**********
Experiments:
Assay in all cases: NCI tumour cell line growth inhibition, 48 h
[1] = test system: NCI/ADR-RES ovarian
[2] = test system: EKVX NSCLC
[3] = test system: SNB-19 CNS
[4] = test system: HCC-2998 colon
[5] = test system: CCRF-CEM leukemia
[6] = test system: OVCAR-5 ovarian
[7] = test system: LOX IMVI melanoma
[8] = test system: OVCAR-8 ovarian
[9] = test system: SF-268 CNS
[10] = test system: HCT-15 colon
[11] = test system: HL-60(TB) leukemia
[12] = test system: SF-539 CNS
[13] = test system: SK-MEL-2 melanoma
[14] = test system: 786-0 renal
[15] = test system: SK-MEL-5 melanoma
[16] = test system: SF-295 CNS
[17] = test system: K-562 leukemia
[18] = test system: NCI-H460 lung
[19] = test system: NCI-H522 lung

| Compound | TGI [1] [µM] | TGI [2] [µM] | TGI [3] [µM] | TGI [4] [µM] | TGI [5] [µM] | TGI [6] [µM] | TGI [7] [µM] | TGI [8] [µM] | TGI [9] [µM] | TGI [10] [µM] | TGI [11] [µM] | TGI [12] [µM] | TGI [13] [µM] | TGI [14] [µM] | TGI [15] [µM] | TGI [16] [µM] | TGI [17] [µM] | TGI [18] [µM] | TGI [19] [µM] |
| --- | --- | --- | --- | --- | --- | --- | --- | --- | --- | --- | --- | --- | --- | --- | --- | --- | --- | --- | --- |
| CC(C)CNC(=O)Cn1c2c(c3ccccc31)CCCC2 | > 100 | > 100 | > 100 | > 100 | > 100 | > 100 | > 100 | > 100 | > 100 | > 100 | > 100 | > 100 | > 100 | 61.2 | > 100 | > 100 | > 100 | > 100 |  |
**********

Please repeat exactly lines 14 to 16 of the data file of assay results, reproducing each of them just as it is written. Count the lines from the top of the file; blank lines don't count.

[12] = test system: SF-539 CNS
[13] = test system: SK-MEL-2 melanoma
[14] = test system: 786-0 renal